Remember the milk

24 March 2010

On the way back from work I pop into the convenience store by the bus stop, before I run out of milk for the hot chocolate.

During the snow, they were down to two four-pinters of semi-skimmed, which was the first time I thought, ‘Actually, this isn’t a normal winter, is it?’ Except that their supply chain has been as scanty ever since.

I hand over a £5 note and then I tip the change into my purse. It comes as four coins, all the same diameter: one bicoloured £2, one silver and two copper.

I know convenience stores mark goods up so that it’s profitable to open late, but £2-and-something for two pints of milk? I ask for the receipt and tell the shop assistant she’s given the wrong change.

‘I don’t even have that much in my purse,’ I say.

She points to an £1 coin left over from this morning. I empty my purse and pull out the two large coins plus at least 30p in 1s and 2s. There’s nothing that would even add up to the £4-and-shrapnel change unless she’d given me an entire bag of coppers.

‘We’ll have to check it on the camera,’ she says. She asks the young man on the other till to go to the manager’s office and check the tape.

The young man comes back. He nods at the assistant. She opens the till and hands me £2. She says, ‘Sorry.’

And I say, ‘Sorry.’

Yes, I say ‘Sorry’. Apparently I really am English enough to apologise for being given the wrong change, or rather, for exposing a fellow human being to social embarrassment instead of taking the economic hit of pretending nothing ever happened…

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10 Responses to “Remember the milk”

  1. Karen Gowen Says:

    Great story! It is so British. I felt like I was watching the BBC, all those coppers and pounds. But you don’t need to be British to say thank you for the silliest things. I do it too. Like when a cop gives me a ticket. “Thank you,” I say. Or when someone calls to give me bad news. “Ok, thank you. Goodbye.” Then I think, Did I just say thank you? Sometimes my thank yous really mean, “Go away now.”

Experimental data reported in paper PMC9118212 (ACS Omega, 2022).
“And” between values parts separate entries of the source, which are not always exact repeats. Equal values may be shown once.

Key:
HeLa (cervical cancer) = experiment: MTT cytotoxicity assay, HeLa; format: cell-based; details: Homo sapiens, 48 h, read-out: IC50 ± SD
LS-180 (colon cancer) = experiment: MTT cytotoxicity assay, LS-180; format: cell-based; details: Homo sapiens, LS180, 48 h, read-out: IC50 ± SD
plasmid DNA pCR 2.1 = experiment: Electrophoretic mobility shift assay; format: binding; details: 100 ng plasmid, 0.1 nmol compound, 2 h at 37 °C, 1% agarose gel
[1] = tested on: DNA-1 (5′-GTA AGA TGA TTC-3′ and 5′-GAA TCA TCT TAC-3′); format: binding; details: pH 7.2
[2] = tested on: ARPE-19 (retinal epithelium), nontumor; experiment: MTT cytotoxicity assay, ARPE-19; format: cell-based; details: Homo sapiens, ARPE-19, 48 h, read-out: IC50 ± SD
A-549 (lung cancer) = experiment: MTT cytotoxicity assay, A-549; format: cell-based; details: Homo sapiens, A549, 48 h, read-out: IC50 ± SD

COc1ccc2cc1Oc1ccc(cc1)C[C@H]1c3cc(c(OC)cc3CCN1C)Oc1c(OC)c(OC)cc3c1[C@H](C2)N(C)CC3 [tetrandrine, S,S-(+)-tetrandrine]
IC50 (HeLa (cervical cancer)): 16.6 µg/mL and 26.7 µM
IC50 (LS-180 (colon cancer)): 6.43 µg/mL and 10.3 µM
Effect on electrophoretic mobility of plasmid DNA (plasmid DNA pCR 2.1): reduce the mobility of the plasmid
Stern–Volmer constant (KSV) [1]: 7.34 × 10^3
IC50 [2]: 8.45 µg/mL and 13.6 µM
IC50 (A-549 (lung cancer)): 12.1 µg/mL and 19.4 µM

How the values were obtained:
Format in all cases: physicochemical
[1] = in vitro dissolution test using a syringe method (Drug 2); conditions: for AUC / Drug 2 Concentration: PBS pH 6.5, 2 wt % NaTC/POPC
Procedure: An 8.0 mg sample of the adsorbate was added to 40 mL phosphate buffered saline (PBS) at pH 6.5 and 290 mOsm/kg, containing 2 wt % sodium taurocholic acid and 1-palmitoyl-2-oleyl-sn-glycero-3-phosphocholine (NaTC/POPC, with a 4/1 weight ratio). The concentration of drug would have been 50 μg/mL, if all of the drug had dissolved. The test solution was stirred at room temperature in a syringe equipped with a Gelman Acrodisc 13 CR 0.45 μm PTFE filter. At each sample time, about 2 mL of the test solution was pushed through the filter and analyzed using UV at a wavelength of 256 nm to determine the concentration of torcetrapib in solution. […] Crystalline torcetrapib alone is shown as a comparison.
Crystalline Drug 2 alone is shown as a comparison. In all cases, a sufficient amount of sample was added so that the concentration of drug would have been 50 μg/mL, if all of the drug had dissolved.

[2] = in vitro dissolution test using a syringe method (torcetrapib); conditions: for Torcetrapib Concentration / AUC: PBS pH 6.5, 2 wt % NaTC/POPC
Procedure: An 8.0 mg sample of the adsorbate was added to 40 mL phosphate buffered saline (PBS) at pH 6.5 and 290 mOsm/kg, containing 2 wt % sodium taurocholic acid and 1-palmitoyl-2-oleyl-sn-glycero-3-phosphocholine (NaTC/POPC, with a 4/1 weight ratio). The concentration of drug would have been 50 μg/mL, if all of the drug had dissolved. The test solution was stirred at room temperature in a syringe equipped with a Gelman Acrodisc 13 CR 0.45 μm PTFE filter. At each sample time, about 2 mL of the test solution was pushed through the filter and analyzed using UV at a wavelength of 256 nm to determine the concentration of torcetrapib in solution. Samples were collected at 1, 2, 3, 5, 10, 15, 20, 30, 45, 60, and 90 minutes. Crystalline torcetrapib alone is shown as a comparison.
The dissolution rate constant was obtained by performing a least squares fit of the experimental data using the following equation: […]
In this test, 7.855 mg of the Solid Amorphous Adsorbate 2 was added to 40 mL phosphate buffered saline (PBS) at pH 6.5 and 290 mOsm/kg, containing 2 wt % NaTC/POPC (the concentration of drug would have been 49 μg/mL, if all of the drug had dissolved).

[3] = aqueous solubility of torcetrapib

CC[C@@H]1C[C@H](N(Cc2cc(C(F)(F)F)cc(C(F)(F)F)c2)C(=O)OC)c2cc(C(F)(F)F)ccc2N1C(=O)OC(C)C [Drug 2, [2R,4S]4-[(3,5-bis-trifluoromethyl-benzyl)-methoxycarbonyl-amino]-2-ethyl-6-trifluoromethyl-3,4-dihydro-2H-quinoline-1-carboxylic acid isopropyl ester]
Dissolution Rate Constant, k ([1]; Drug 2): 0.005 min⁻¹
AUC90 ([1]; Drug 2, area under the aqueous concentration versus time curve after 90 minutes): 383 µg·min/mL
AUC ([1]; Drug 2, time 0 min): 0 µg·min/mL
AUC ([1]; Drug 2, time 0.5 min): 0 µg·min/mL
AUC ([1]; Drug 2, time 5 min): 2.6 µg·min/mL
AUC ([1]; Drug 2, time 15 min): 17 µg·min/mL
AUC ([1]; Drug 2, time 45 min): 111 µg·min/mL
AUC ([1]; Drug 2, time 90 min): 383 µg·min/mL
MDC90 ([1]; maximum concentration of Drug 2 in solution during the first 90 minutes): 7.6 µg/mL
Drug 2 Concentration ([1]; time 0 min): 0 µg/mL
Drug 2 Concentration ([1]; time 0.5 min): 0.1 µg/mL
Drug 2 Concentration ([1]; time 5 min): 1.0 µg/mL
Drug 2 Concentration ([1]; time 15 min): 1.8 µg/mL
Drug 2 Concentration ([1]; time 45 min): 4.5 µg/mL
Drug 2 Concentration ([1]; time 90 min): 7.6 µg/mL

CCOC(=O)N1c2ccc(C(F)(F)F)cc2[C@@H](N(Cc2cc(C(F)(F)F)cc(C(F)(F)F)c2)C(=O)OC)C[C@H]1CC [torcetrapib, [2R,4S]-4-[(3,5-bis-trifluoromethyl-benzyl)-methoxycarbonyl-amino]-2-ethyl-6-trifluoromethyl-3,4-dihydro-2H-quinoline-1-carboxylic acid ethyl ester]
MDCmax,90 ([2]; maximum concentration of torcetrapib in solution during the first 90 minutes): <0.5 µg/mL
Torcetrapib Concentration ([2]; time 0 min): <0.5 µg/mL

2. Old Kitty Says:

    What?!?!?!?!

    The cheeky &%^^%$%$$$$ cow!!! Oh no, no, no, no, no!!! What?!?!

    Oh so Outraged from Bishop’s Stortford here!!!
    What??!!!

    But well done you for sticking to your guns and not be intimidated. And for being oh so English and fighting the injustice in such a calm and lovely way! Good for you!!!

    Yay!

    Take care
    x


  3. @ Karen – It would be even better if I were Canadian – I could have had it happen to me with coins called loonies and toonies!

    A lot of it is just saying something because the interaction needs *some* kind of word to be said, idn’t it…? (There’s a name for this but it’s on the tip of my tongue….)

    @ Old Kitty – the thing that does make it a bit embarrassing is I think the manager might actually be her! Which means I’ll almost certainly see her at least once a week, I have to go in there all the time…. 🙂

    The camera part was news to me though – we just had to get the manager to come and do a till check when I worked in a shop!

  4. AlexJ Says:

    Odd response, but you did take the high road I guess!

  5. Old Kitty Says:

    Awwwww hampshireflyer!

    I just read your comment about my floppy disk thing – thank you so much for offering. But as I calmed down from my MASSIVE HISSY FIT yesterday LOL! I realised that I had also password protected that floppy. I must have been so crazy and so silly three years ago! Actually to be honest I was in coupledom then and I didn’t really want “the other ex-half” to stumble across it. You can see why that relationship was not meant to be!

    But thank you, thank you, thank you for offering to read the floppy!

    Take care
    x


  6. I love it. It is so English to say I’m sorry for something when you have clearly been wronged. Could only happen in the UK. Here, they think I’m quite extraordinary for the number of times I say please.


  7. Hi there and welcome, or should that be dobro došli!

    I routinely tie myself up in knots trying to express myself with English politeness formulas in east European languages… then again I tie myself up in knots with them in English too…. 🙂

  8. B. Miller Says:

    Don’t feel bad. Here in the Southern states of the US, we’re so polite we hold the door open for bank robbers!


  9. I’m glad that you stood up for yourself. Between being British and a woman, of course you said you were sorry. I read somewhere that woman apologize much more than men. I do it all the time!

  10. Bernita Says:

    I would have said “I’m sorry too,” and added “That’s alright.”
    My only excuse is that I’m Canadian.
    But what is one supposed to do? Make a scene?


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